States that under current Oregon law  ballots must be received no later than 8:00 p.m. on election day in order to be counted.  That includes military ballots.  If the legislature determines they would like to see a change in that, it is up to the legislature.  It would take clerks longer to certify the election.  States she is in favor of giving the military any break we can give them but they also feel they send the ballots out in plenty of time for them to be returned on time.  States they go the extra mile to assist the military by allowing them to FAX their selection back.  States they will FAX the ballot to them and they have done overnight mails with the military.  In Jackson County they have not seen a huge amount of military ballots coming back after the election.  Whether we want to extend the deadline after the election is a bigger question than she can answer. 

 

Rep. Thatcher

Comments that Beckett said not a lot of ballots were returned after the election so it probably would not affect the certification of the election.

220

Beckett

Asks if the deadline is extended beyond the election day, why would it only be extended for the military.  That gets into how long do you wait after the election.  States there will always be a few ballots that are going to come in after election day.  States that she has people in Jackson County that mail their ballots on election day and she makes a special trip to the distribution center at the post office to try to retrieve as many of those ballots as possible before the next morning.  States that she knows many of the other counties do the same thing because they are going the extra mile to try to assist the voters in their right of franchise.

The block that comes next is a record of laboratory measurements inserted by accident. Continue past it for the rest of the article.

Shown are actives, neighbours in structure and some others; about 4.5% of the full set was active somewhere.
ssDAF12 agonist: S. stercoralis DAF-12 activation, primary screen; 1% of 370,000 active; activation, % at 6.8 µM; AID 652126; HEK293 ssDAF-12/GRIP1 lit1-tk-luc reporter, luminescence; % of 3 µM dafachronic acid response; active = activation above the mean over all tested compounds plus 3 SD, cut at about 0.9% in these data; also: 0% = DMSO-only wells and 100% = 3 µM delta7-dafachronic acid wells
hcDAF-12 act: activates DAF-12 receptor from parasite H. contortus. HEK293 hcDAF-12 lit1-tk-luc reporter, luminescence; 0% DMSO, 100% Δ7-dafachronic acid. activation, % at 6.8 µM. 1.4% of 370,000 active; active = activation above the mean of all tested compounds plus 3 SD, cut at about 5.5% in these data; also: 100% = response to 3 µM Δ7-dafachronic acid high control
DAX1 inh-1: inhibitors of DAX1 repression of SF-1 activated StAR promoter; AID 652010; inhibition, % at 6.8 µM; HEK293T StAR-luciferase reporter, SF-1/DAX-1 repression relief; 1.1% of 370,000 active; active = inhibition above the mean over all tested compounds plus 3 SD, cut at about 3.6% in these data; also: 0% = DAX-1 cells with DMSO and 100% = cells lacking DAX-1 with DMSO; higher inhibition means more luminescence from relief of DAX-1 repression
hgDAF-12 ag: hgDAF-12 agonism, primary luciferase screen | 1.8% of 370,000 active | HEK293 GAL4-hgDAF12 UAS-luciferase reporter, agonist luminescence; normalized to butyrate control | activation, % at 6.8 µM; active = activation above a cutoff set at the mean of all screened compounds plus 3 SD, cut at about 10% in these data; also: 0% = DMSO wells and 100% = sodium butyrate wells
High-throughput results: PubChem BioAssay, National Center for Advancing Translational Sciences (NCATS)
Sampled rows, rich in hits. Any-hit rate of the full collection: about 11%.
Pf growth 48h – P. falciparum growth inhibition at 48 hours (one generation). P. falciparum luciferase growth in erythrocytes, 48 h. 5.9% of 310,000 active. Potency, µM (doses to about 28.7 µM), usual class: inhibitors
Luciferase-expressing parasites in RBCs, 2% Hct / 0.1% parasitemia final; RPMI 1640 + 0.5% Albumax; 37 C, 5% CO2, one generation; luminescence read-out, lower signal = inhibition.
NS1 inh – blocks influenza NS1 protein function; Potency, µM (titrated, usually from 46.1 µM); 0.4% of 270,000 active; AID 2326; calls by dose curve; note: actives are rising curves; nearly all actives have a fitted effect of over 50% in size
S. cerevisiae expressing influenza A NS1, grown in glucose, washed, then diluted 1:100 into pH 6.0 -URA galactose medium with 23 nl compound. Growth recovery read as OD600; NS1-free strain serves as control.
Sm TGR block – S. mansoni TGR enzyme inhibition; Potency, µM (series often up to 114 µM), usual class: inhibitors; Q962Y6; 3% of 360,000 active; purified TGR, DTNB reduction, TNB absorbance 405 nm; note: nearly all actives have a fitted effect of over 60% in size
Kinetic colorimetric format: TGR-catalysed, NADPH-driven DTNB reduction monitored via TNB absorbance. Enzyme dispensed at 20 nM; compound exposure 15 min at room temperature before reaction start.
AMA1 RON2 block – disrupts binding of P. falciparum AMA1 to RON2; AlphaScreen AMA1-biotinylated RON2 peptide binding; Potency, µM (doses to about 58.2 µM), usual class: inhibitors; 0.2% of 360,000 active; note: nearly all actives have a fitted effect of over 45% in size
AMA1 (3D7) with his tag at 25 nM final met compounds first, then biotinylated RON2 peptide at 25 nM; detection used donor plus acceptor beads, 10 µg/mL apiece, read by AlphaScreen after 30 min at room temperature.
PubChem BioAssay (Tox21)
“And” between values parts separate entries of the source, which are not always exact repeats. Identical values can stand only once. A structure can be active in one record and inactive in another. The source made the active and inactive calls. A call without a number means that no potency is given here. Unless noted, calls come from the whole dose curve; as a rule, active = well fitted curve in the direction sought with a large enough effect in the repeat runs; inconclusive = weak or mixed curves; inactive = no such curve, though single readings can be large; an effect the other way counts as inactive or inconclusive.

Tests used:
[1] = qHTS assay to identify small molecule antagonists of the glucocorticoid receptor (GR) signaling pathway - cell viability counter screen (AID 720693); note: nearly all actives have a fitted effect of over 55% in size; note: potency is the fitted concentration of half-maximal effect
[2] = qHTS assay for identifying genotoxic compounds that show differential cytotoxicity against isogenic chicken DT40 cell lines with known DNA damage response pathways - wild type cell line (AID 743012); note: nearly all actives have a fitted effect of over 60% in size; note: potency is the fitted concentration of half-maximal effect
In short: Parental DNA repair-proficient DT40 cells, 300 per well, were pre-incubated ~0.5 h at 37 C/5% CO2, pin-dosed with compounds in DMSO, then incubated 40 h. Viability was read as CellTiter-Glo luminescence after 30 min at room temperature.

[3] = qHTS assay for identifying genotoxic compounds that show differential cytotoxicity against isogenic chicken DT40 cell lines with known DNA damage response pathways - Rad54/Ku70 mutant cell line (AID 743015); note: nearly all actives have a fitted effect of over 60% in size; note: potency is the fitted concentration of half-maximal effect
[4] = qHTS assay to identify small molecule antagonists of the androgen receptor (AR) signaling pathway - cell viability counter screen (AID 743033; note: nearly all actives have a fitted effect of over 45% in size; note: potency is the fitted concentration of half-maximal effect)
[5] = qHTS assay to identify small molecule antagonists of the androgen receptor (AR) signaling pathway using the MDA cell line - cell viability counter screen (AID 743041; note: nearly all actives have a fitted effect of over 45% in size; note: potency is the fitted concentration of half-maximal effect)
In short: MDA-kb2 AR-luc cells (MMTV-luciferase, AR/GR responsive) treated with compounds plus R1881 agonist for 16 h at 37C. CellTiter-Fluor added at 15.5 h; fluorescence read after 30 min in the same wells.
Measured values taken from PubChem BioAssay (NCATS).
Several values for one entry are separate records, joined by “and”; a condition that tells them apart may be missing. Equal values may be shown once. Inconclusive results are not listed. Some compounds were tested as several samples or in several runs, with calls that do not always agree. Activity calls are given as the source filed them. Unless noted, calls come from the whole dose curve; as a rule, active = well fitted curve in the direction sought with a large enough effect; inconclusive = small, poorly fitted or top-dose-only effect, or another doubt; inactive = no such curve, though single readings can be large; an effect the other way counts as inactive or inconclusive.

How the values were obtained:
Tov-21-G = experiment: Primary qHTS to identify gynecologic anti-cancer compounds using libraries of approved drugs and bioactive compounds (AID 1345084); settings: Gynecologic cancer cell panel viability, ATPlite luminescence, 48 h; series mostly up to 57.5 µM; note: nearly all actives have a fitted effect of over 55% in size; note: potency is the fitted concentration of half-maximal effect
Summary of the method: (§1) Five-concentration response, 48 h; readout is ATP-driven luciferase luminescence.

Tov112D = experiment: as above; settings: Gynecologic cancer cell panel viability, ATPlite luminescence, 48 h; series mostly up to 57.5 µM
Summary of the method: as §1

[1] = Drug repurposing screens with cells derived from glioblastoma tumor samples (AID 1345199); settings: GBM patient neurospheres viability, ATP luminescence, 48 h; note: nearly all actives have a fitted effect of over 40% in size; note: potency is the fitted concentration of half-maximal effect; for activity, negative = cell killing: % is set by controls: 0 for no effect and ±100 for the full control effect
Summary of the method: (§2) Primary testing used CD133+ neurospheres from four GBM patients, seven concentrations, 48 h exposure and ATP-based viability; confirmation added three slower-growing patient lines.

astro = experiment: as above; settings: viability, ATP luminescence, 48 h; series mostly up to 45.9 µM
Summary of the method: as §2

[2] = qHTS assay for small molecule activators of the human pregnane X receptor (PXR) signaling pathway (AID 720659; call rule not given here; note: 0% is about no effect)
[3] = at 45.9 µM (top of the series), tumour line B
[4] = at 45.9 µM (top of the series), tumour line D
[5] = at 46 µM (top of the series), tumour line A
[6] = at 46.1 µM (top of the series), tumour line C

219

Chair Kitts

Comments that in Florida the late arrival provision is for military that are overseas or out at sea—those who are not mailing it. 

228

Rep. Holvey

Asks if counties keep track of the number of ballots they send overseas and the number of ballots they send to the military overseas. 

253

Beckett

Responds affirmatively.  States that they keep records on everything and know exactly how many ballots are in the mail, how many are sent to the military overseas and they track them when they come back in.

265

Rep. Holvey

Comments they probably also keep track of the countries ballots are mailed to and have some idea of the countries that  have problems getting ballots back on time.

270

Beckett

Responds affirmatively.  States if this committee needs that information, they are able to provide it.

277

Rep. Greenlick

Asks if Beckett knows what the return rate was on the military ballots.

 

Beckett

Responds she doesn’t know exactly but it is high.  Offers to provide the information for all the counties.

289

Chair Kitts

Asks staff to request Annette Newingham provide the number of overseas ballots mailed and returned.

302

Lynn Horstemeier

Ashland resident.  Testifies in support of HB 2583.  Comments on discrepancies of her name and requirements for voting in California and Oregon.  States that the way we register people to vote in Oregon, anybody can register. 

412

Rep. Greenlick

Comments the issue the committee has raised is not whether they are meeting the federal requirements.  Some are concerned that the federal requirements are not strict enough.

423

Clifton McMillan